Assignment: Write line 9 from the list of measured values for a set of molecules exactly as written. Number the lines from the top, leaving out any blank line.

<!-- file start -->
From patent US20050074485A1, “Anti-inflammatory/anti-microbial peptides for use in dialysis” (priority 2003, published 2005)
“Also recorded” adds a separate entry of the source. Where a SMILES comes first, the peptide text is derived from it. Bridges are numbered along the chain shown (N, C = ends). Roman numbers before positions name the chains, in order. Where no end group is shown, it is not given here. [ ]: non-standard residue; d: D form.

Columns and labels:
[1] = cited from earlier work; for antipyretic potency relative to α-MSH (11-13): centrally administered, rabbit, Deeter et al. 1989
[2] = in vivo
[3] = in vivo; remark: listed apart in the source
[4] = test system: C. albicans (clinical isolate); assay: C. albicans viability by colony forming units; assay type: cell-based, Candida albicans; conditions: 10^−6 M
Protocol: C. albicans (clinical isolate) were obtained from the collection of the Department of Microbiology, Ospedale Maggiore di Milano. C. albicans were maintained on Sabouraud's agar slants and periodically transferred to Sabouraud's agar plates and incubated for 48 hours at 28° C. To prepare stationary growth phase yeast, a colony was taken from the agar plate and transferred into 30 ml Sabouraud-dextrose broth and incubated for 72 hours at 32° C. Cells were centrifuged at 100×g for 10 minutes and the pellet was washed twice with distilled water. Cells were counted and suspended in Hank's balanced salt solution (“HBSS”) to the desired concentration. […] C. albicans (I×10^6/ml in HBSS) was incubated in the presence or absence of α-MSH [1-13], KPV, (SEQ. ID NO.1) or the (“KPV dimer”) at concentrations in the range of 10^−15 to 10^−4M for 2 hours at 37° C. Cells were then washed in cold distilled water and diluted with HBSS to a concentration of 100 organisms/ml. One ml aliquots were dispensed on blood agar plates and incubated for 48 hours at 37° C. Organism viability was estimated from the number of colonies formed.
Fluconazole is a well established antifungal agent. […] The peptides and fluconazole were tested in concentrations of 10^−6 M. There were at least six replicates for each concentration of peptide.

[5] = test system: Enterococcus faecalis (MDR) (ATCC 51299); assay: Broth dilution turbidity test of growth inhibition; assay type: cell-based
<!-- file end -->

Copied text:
Fluconazole is a well established antifungal agent. […] The peptides and fluconazole were tested in concentrations of 10^−6 M. There were at least six replicates for each concentration of peptide.